Here's Justice Ginsburg in Kimbrough: We hold that, under Booker, the cocaine Guidelines, like all other Guidelines, are advisory only, and that the Court of Appeals erred in holding the crack/powder disparity effectively mandatory. A district judge must include the Guidelines range in the array of factors warranting consideration. The judge may determine, however, that, in the particular case, a within- Guidelines sentence is “greater than necessary” to serve the objectives of sentencing. 18 U. S. C. §3553(a) (2000 ed. and Supp. V). In making that determination, the judge may consider the disparity between the Guidelines’ treatment of crack and powder cocaine offenses.
And Justice Stevens in Gall: We now hold that, while the extent of the difference between a particular sentence and the recommended Guidelines range is surely relevant, courts of appeals must review all sentences — whether inside, just outside, or significantly outside the Guidelines range — under a deferential abuse-of-discretion standard. We also hold that the sentence imposed by the experienced District Judge in this case was reasonable.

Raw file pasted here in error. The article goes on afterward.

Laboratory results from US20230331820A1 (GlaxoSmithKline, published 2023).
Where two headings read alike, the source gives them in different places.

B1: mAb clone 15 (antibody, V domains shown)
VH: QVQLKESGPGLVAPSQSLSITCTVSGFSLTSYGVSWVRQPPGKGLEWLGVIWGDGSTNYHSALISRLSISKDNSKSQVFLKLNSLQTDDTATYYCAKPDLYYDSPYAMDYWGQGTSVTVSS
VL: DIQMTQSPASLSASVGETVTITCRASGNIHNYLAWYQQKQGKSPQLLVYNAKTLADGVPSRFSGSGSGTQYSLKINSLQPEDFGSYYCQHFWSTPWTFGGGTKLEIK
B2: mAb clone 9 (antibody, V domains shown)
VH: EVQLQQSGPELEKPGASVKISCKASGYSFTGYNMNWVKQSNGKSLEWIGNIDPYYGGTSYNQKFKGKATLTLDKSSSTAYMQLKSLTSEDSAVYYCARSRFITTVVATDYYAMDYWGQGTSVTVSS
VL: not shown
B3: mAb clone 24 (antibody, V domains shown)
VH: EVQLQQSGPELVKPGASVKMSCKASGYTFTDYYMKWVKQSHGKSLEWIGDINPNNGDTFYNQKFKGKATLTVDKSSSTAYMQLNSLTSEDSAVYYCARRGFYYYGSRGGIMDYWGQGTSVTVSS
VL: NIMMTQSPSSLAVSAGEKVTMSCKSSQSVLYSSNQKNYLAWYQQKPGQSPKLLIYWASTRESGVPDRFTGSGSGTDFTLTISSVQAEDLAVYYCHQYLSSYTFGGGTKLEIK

Watson case was also decided today (Dec. 10) by the Supreme Court. Again from Doc Berman, "Here's the basics from SCOTUSblog:
In the last of three rulings on Monday, the Court decided unanimously that one does not “use” a gun, for purposes of imposing a mandatory five-year sentence, if the person receives the gun in a trade for drugs. Justice David H. Souter wrote the opinion in Watson v. U.S. (06-571).
The opinion in Watson (06-571) is here, and this ruling (along with Gall and Kimbrough) reinforce my view that the US Supreme Court is right now the most pro-defendant appellate court on criminal sentencing issues in the nation. Whatever one thinks about the Court's purported moves to the right on other issues, in the arena of criminal sentencing, federal defendants certainly should be more hopeful arguing before the current Justices than before any other group of appellate judges.